Filing for Consumer Bankruptcy
UPDATED: April 2, 2019
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Filing for bankruptcy allows individuals and businesses to eliminate or repay a portion of their debts. To help determine if bankruptcy is the best remedy for you, here are some basics about Chapter 7 and Chapter 13 bankruptcy.
Under Chapter 7, certain property is sold to pay off as many debts as possible. Any debts that are not paid from the proceeds of the sale of that property will be discharged, or eliminated. A Chapter 7 bankruptcy will remain on your credit report for 10 years.
When determining what property can be sold for the purpose of paying creditors, state bankruptcy laws categorize property as either exempt or non-exempt. Non-exempt property is the only property that can be sold to pay debts, whereas exempt property cannot be sold. Although the laws differ from state to state, exempt property generally includes the equity in your home, the cash value of insurance policies, retirement plans, furniture, clothing, appliances, vehicles, and public benefits like Social Security and unemployment. It is possible for all of your property to be considered exempt, leaving most of your debt to be discharged.
Chapter 7 bankruptcy can provide important benefits to consumers. For example, upon filing the bankruptcy petition with the court, an automatic stay is established, which prevents creditors from attempting to collect the debts you owe them. Chapter 7 is also very good at wiping out credit card and other unsecured debts. However, debt that is accumulated with secured credit – for instance, a car loan where the car guarantees payment of the loan and therefore can be repossessed if you don’t make the loan payments – may not be discharged under Chapter 7.
Child support and alimony obligations are also not affected by bankruptcy, and you must continue to make these payments. Additionally, student loans can only be discharged if you have evidence that repaying them would cause undue hardship. This is a very difficult legal standard which requires you to show that you cannot afford to pay the loans now and most likely will not be able to pay them in the future.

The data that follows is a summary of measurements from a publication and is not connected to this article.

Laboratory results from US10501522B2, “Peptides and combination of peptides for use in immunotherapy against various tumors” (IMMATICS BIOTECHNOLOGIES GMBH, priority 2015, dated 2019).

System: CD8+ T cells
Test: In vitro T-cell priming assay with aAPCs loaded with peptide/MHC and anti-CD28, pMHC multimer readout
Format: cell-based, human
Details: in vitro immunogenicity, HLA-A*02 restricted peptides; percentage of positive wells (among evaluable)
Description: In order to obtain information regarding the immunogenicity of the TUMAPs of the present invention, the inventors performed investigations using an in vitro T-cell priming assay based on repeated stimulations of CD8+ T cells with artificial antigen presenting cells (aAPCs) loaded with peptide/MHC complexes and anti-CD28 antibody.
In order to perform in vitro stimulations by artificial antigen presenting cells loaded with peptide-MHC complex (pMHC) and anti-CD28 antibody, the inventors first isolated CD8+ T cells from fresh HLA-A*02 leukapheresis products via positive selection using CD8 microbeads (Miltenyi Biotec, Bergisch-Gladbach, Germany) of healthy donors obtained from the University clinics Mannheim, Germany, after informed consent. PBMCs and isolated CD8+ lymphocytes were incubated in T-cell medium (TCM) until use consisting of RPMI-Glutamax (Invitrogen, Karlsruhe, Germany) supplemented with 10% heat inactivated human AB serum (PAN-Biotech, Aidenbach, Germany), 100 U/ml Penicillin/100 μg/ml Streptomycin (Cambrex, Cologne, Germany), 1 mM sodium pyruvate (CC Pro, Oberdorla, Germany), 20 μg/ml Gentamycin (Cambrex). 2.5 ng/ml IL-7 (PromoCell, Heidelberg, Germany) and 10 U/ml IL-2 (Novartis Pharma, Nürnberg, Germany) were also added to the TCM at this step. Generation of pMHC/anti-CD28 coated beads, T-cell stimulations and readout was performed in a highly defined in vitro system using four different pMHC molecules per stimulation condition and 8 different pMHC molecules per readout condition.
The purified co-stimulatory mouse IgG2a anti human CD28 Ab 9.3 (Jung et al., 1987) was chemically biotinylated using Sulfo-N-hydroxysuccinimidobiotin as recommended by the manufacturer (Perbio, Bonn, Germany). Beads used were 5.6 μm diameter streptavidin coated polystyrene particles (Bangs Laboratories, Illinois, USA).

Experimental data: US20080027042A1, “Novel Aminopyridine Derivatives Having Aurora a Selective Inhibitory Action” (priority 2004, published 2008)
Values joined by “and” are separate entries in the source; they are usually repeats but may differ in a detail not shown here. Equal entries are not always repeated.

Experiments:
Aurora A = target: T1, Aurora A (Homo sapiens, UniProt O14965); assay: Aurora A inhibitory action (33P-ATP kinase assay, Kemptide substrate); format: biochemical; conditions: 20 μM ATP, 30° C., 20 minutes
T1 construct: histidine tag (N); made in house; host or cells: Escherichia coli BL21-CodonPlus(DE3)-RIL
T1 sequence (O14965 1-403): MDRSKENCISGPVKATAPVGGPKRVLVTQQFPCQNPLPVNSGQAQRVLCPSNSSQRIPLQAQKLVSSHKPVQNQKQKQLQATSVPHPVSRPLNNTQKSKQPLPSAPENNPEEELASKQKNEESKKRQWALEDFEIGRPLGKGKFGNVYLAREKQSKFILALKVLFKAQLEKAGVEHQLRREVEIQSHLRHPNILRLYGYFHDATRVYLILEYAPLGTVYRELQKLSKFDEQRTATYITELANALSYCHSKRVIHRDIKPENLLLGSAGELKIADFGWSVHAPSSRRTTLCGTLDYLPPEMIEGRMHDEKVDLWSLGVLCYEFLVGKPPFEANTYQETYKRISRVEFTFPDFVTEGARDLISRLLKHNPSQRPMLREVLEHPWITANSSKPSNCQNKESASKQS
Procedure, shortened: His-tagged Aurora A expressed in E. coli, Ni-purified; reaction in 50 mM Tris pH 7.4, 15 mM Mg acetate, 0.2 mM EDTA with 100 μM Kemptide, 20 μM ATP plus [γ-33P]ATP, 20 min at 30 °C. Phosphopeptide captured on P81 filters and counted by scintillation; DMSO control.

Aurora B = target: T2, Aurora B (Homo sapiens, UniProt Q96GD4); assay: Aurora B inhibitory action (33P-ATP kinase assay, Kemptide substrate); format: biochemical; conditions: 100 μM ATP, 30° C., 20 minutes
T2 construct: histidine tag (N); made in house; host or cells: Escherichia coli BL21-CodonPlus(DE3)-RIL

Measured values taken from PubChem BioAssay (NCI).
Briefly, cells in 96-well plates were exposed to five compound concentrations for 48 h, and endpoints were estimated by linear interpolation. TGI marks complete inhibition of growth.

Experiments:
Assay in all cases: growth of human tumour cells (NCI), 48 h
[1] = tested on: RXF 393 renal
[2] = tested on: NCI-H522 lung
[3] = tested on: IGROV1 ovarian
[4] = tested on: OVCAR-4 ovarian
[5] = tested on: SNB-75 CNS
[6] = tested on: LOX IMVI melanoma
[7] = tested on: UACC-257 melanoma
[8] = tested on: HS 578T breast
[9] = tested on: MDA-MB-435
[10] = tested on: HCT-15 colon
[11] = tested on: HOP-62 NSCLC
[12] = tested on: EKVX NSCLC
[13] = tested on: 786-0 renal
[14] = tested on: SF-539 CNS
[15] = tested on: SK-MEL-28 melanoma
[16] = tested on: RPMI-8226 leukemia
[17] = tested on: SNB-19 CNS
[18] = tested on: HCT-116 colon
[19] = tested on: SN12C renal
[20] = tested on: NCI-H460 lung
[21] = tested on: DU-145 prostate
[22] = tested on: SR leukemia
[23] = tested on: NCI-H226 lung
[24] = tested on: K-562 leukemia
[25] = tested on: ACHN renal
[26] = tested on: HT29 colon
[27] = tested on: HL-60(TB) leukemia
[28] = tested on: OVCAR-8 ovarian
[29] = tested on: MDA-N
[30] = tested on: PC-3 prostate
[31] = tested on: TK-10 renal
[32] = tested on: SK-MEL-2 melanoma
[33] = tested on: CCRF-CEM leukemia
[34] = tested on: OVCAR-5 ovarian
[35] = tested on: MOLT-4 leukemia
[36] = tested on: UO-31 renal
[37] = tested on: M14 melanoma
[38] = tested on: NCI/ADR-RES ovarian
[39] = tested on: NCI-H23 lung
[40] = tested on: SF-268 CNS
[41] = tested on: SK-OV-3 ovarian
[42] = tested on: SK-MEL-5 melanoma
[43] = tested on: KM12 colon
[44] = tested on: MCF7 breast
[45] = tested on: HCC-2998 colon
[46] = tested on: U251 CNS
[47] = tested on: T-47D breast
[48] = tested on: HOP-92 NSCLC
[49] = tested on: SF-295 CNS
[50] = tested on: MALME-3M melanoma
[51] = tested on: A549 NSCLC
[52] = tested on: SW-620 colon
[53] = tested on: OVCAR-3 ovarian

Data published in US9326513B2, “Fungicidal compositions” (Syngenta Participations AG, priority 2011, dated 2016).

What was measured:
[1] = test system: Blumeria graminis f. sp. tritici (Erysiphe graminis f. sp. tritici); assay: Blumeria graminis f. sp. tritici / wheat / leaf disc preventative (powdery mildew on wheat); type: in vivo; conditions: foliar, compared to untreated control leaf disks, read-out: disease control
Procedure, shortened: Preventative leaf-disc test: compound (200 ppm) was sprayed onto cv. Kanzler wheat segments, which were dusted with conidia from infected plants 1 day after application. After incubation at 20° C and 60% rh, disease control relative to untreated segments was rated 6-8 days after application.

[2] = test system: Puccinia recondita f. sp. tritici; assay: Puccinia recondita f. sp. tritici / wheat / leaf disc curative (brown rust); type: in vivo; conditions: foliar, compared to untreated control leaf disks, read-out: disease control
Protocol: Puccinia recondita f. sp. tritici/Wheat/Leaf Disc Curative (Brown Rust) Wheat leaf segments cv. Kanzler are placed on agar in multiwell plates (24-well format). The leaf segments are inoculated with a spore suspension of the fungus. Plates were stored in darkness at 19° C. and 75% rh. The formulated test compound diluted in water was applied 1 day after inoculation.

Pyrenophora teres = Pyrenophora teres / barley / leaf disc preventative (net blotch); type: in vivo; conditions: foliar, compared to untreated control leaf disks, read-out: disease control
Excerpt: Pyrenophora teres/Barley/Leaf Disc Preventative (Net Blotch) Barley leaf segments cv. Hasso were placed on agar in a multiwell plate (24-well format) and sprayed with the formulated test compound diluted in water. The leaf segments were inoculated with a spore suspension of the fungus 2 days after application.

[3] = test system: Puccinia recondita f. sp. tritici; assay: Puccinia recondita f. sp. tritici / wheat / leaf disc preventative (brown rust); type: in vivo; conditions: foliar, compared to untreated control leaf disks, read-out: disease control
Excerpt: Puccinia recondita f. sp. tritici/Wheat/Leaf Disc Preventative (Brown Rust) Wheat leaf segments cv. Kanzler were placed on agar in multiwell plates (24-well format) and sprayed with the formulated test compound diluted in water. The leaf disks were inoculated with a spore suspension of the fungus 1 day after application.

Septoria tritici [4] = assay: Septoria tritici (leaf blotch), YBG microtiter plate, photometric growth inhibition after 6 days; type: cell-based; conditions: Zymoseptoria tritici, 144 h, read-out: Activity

In order to file for Chapter 7, you must earn less than the median income in your state or pass what is known as the means test. This test is actually a complex income calculation that a qualified bankruptcy lawyer can help determine whether you qualify for relief under this chapter.
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Chapter 13 is often referred to as “wage-earner bankruptcy” because it permits individuals who have reliable income to repay their debts under the supervision of the bankruptcy court. A Chapter 13 bankruptcy will remain on your credit report for 7 years.
Unlike Chapter 7, where you pay debts from the sale of your property, Chapter 13 allows you to keep all of your property, but you must submit a payment plan proposal outlining the monthly payments you will make to creditors over the next three to five years to repay some of your debts. The amount of the monthly payments is generally based upon your monthly disposable income (your income minus living expenses), and any debt remaining at the completion of the plan is discharged. This often results in consumers paying less than what they owe.
As with Chapter 7, filing for Chapter 13 will initiate an automatic stay, which will stop harassing phone calls and letters from creditors attempting to collect payments. If you have secured debts, such as a house or a car, you can make-up missed payments by including them in your payment plan and repaying them over time. This will prevent foreclosure or repossession of your property by the creditor. Also, you may be able to reduce a debt to the replacement value of the property securing it. For example, if you have a car loan in the amount of $15,000 but the car is worth $8,000, you can include in your payment plan a proposal to pay the creditor $8,000 total and have the remaining $7,000 of the loan discharged. It is important to note, however, that when filing for bankruptcy, you cannot use this method for a car purchased within 30 months of filing for Chapter 13 or for other property purchased within one year of filing.
To be eligible for Chapter 13 bankruptcy, you must have a steady source of income. In addition, your debts must fall within certain limits – you cannot have more than $1,257,850 in secured debt and $419,275 in unsecured debt.